Join us on May 16 for ISSA-LA’s 4th Annual Information Security Summit. Keynote address by Alan Paller. Special keynote address by Chris Coffey. Perfect for business, technology and information security leaders.
Information security is here. It’s now. And while we see stories in the paper about problems, there is little information about what we as business leaders need to do. I have been impressed with what i have learned from attending the ISSA-LA Summit. I have gained important knowledge about protecting my business. And about the competitive advantage I achieve when I protect my customers’ sensitive information.
Leading edge Information security requires everyone in your organization to get involved, to work together as a team. This takes leadership. This is what the Summit is all about. By attending yourself and bringing one or two members of your team you will leave with actionable insights. No group understands information security like ISSA-LA. That’s why I’m going to Summit IV and that’s why I recommend ISSA-LA’s Information Security Summit to my clients. We are fortunate to have this organization gathering so many experts together. It is a not to be missed opportunity.
Consultants in Corporate Innovation
Visit the ISSA-LA Summit Website for more information or to register.
Utah breach 10X worse than originally thought: The scope of a data breach involving a Medicaid server at the Utah Department of Health is much worse than originally thought. State officials now say that close to 280,000 Social Security Numbers may have been exposed in the incident instead of 25,000, as originally believed. ComputerWorld, April 9, 2012
Checking for Mac Flashback infestation? There’s an app for that: Our post from Friday about how to check your Mac for a Flashback malware infection has been wildly popular so far. And with good reason, too, since a second security firm has now backed up the numbers indicating that more than half a million Macs have been infected. That’s slightly more than 1 percent of all 45 million Macs in the world—still a relatively small number, but a worrisome one for Mac users, as the tally of infected machines continues to grow. ars technica, April 9, 2012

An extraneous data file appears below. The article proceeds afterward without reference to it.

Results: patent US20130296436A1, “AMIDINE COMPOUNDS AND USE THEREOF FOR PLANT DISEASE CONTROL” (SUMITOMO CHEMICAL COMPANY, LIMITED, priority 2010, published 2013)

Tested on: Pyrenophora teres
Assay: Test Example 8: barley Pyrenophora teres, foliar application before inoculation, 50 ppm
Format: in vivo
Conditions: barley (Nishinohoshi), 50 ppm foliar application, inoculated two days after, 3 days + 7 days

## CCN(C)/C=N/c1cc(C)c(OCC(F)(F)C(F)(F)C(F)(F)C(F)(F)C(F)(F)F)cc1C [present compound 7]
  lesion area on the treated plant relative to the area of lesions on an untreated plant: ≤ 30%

Criminals Hide Malware in Version of ‘Angry Birds: Space’: A version of the hit game Angry Birds: Space that’s been seeded with malware has been discovered in the wild, although only the adventurous may risk being infected. PC Magazine, April 12, 2012
HP’s Malware-Laden Switches Illustrate Supply Chain Risks: Hewlett-Packard is trying to figure out what happened as the technology giant warned customers that some of the HP ProCurve switches shipped last year contained malware-laden flash cards. PC Magazine, April 12, 2012
Has Security Bloom Fallen off the Rose for Macs?: Dr. Stahl is quoted extensively in this story. For years in terms of security, Windows has been considered inferior to Macs. But no longer thanks to malware security epidemics. Apple is under increasing pressure to take preventative security measures by cyber experts in the wake of 600,000 malware-infected Macs. The Biz Coach, April 11, 2012